Nicholas "Nico" Taber took to heart a school writing assignment to create a superhero who helps people invest their money wisely, and — with no cape or superpowers of his own — managed to soar above the competition.

The fifth-grade student at Pointers Run Elementary in Clarksville claimed a national first-place trophy for his essay detailing the overspending-ending exploits of Cassius King, a Diver City physical education teacher whose secret superhero identity is Beta-Bot.


For grown-ups not catching the jokes, think "Cash is king" and "Diversity."

It was Nico's ability to write an entertaining and educational story that would appeal on different levels to students and adults that scored big with an independent panel of judges for the InvestWrite competition. The story describes the epic battle between Beta-Bot and the evil Trend Setters, who entice followers to spend frivolously at the mall.

The 11-year-old's essay was chosen as the top winner in the elementary school division of the national contest.

The contest helps crystallize what the 20,000 students who enter in three divisions learn each year from playing the Stock Market Game, a nationwide educational simulation course also invented by the SIFMA Foundation, an arm of the Securities Industry and Financial Markets Association.

The Maryland Council on Economic Education, a 60-year-old organization that operates through Towson University's College of Business and Economics, administers the simulation program and writing competition in state schools.

"This is a good way to teach kids about saving and investing, and to reinforce ideas taught in Common Core," said Allen Cox, the managing director of the council's Maryland Coalition for Financial Literacy.

About 600,000 students nationwide play the Stock Market Game each year, though entering the complementary essay competition is optional, he said.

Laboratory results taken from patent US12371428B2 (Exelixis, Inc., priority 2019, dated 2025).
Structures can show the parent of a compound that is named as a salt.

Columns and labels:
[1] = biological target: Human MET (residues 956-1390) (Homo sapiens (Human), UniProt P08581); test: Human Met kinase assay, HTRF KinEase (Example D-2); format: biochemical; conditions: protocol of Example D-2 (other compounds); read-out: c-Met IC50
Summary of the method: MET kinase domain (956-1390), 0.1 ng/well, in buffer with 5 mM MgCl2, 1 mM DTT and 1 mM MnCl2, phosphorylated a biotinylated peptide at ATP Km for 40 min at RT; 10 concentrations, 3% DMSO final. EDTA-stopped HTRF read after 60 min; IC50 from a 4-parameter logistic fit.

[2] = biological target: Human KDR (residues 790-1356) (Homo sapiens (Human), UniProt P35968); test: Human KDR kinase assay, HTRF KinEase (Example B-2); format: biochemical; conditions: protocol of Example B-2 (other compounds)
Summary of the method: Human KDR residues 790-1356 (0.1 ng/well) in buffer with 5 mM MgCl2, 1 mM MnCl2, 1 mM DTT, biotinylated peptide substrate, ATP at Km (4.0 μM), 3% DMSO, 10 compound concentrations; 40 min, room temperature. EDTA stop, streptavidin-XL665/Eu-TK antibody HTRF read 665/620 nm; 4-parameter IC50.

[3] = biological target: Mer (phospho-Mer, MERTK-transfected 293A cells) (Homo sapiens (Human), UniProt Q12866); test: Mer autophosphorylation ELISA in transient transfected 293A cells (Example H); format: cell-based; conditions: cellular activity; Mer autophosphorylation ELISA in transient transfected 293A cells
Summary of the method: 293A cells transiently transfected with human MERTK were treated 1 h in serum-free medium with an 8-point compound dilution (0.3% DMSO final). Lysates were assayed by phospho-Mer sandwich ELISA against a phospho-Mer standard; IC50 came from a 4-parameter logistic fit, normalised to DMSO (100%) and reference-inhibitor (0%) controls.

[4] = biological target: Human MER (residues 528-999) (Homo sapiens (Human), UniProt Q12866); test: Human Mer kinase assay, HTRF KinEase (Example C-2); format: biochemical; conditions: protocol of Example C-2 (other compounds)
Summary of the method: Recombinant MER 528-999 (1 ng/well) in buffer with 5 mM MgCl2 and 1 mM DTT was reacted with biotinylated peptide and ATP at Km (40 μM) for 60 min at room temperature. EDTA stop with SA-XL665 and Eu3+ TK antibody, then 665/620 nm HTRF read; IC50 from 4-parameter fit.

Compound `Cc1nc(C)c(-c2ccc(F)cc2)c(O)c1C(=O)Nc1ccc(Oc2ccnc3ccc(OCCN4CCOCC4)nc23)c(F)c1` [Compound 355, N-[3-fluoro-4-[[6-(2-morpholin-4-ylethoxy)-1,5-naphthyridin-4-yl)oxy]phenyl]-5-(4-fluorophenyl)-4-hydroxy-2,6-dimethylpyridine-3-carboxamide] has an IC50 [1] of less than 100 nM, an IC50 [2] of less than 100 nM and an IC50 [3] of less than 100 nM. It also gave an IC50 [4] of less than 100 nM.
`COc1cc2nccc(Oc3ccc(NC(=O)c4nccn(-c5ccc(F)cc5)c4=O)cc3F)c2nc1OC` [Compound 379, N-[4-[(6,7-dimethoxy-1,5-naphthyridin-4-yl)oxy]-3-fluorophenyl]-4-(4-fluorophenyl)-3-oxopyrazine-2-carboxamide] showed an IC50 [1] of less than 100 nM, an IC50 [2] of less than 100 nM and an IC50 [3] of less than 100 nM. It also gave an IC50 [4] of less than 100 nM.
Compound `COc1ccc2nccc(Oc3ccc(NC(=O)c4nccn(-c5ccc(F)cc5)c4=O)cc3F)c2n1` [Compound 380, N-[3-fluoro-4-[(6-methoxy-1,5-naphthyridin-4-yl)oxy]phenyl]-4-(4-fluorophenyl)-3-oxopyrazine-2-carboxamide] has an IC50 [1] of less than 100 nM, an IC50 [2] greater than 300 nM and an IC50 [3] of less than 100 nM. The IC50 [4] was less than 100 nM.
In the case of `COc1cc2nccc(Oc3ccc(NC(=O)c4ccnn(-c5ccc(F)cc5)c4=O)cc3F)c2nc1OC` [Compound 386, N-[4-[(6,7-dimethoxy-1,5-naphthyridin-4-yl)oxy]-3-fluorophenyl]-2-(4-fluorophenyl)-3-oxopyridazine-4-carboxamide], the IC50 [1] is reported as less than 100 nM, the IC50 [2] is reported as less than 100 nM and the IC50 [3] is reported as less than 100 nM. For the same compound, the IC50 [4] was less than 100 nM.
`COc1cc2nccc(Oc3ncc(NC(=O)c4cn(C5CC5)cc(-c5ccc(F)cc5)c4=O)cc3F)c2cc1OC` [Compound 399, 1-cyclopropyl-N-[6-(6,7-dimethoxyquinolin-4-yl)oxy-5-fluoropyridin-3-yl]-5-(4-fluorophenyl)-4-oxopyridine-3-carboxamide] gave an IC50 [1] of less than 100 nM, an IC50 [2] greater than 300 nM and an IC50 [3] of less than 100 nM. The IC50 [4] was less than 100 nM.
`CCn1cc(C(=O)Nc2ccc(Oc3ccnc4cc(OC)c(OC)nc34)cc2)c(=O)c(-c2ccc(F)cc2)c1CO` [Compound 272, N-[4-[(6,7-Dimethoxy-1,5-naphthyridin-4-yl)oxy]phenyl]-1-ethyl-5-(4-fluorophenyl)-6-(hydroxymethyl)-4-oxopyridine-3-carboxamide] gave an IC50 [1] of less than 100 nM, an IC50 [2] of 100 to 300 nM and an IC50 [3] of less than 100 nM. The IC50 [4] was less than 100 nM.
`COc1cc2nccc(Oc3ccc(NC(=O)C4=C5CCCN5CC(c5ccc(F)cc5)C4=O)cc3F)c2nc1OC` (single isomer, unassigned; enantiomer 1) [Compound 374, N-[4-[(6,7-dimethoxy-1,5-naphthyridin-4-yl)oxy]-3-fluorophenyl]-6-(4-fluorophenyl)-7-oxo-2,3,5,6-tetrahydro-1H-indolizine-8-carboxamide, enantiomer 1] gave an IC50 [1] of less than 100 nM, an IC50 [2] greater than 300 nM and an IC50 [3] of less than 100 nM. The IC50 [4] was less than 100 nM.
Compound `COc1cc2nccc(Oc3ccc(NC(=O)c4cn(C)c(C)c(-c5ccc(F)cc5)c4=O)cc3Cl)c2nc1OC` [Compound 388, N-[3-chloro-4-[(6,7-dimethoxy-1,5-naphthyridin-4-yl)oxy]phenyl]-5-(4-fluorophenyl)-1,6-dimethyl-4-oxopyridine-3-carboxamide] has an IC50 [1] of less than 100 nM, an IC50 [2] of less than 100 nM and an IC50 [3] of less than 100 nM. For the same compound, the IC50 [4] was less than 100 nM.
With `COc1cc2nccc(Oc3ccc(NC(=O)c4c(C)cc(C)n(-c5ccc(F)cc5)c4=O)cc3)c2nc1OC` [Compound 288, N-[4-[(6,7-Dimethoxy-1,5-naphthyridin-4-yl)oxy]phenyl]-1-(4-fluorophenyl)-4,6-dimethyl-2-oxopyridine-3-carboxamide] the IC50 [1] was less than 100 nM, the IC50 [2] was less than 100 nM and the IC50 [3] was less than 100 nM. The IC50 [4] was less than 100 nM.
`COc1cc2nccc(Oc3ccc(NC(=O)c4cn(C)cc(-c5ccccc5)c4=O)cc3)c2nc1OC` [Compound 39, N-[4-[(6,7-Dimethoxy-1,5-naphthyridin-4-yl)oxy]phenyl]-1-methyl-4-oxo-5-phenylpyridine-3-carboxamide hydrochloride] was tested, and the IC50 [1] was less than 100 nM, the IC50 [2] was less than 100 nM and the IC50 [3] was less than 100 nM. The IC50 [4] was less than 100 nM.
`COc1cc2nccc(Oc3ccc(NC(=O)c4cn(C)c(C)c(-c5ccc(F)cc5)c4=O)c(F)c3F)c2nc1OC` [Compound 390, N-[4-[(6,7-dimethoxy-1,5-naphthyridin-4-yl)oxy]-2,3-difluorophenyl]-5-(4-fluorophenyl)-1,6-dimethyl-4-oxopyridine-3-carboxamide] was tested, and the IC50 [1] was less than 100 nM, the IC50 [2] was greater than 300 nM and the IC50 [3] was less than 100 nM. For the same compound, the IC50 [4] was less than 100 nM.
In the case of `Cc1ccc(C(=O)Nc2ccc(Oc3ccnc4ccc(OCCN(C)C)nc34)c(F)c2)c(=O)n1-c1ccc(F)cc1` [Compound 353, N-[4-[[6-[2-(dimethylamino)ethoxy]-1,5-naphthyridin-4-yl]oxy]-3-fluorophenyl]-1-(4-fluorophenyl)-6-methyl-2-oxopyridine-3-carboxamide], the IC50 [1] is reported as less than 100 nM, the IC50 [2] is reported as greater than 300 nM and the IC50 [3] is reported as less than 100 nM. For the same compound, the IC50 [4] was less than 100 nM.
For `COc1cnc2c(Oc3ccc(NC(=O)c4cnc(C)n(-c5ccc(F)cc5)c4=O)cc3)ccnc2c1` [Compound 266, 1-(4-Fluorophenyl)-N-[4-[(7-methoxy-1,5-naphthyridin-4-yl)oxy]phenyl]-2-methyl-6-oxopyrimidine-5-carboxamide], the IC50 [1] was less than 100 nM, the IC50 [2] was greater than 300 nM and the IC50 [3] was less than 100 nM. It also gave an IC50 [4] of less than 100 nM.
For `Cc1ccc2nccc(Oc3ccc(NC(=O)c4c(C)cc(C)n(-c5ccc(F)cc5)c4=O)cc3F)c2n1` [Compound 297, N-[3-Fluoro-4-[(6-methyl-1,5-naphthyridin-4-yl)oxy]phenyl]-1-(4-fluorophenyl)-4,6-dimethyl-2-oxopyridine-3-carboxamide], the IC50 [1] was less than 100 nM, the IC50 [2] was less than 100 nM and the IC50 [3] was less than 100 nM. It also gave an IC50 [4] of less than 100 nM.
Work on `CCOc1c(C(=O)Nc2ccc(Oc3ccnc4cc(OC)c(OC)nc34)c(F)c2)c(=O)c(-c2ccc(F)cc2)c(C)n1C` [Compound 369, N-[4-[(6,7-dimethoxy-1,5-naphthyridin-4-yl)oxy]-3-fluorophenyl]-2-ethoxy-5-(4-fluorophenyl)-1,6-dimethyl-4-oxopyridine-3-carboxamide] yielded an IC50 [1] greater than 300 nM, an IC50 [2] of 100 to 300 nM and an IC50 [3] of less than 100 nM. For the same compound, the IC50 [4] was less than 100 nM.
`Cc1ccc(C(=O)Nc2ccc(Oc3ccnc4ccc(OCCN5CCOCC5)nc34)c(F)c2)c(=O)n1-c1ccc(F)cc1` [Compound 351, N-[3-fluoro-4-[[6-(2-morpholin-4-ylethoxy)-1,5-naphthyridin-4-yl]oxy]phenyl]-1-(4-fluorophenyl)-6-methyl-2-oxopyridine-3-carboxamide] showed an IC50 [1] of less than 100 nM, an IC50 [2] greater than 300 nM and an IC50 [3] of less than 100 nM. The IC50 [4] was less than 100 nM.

Nico said he got a lot out of the class.

"I learned two important things: to invest for the long term and to diversify stocks," he said, adding he was "surprised and super happy" to learn his essay had won.

He plays travel hockey and soccer and has a black belt in tae kwon do, but Nico also loves math and enjoys science and social studies as well.

The younger son of Richard and Dr. Kate Taber took part in the Stock Market Game as an optional gifted and talented instructional seminar offered to interested fourth- and fifth-grade students. Nico has a 15-year-old brother, Alex, who attends Atholton High School.

The 10-week course, in which each students get a virtual $100,000 to invest, is offered twice a year and meets once a week during lunch and recess periods.

Amy Cargiulo, who leads the class as a gifted and talented resource teacher at Pointers Run, knew Nico had accomplished something extraordinary when he submitted his InvestWrite essay to her.

"I felt when I read it that it was really special, but you never can be sure what judges are looking for," she said. "Nicholas is incredibly mature, thoughtful and intellectual, and he worked so hard for this."


Cargiulo's students have been submitting essays over the past eight years, but this was the first year someone from her class has won the top prize. Pointers Run fifth-grader Katelyn Herberholz won a sixth-place national award in the fall.

Nico's parents agreed to keep his win a surprise until the MCEE ceremony, though getting him to the awards event wasn't easy.

"He couldn't figure out why we had kept him home from school to have lunch with his mother," said Richard Taber, who noted his wife works as a gynecologist near Towson University, where the May 20 awards ceremony was held.

"When we got there we bumped into Ms. Cargiulo in the parking garage," he said with a laugh. "We told him we had no idea why she was there."

Kate Taber said her son "works very hard, but stays humble." She and her husband, who works in the bakery department at Wegmans, "couldn't be more proud" that he won.

Aside from the trophy, Nico received a medal and a plaque, touch-screen computer, digital camera and, for his school, $750 and a pizza party. Four years ago he won first place in a national competition called First in Math.